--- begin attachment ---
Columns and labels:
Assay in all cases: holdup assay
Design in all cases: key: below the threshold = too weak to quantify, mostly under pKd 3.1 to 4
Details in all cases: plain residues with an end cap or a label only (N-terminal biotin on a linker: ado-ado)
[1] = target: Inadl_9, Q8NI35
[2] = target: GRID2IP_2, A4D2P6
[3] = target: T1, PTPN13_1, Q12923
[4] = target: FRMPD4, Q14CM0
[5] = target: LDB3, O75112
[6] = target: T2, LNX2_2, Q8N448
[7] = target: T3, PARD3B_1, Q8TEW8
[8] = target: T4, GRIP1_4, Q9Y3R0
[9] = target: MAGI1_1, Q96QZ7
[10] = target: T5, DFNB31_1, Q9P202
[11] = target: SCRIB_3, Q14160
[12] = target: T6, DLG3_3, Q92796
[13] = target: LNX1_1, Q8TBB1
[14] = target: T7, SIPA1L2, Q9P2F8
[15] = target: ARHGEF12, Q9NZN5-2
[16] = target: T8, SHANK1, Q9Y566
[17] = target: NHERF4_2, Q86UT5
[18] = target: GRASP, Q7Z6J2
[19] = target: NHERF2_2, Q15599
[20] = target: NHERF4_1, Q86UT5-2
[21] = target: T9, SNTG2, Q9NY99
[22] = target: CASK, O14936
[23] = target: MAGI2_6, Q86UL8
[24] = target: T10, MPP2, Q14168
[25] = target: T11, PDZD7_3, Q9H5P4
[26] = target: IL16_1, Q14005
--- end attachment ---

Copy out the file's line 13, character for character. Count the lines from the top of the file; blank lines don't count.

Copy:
[9] = target: MAGI1_1, Q96QZ7